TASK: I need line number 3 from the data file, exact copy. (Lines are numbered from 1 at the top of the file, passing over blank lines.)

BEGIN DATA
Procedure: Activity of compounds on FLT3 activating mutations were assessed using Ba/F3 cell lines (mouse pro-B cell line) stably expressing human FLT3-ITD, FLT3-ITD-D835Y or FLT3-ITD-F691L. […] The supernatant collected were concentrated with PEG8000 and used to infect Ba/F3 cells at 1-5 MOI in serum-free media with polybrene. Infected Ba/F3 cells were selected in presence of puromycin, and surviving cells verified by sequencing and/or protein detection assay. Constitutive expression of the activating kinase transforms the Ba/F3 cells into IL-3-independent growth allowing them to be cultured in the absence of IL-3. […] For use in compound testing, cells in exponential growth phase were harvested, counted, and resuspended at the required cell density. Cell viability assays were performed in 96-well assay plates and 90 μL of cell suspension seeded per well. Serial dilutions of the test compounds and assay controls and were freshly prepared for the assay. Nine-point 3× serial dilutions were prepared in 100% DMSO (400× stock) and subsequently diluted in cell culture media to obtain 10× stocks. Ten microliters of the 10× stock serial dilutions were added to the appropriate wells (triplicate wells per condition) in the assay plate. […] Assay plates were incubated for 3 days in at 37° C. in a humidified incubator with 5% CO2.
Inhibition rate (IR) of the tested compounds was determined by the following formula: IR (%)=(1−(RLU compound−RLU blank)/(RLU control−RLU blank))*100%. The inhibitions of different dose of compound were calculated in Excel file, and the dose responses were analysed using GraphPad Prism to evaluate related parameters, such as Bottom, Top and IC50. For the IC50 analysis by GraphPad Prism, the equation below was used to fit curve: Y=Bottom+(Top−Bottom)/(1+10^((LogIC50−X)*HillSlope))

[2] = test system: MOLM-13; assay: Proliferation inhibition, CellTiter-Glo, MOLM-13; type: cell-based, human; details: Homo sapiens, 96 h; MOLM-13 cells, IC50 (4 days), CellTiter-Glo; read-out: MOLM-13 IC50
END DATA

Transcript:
[2] = test system: MOLM-13; assay: Proliferation inhibition, CellTiter-Glo, MOLM-13; type: cell-based, human; details: Homo sapiens, 96 h; MOLM-13 cells, IC50 (4 days), CellTiter-Glo; read-out: MOLM-13 IC50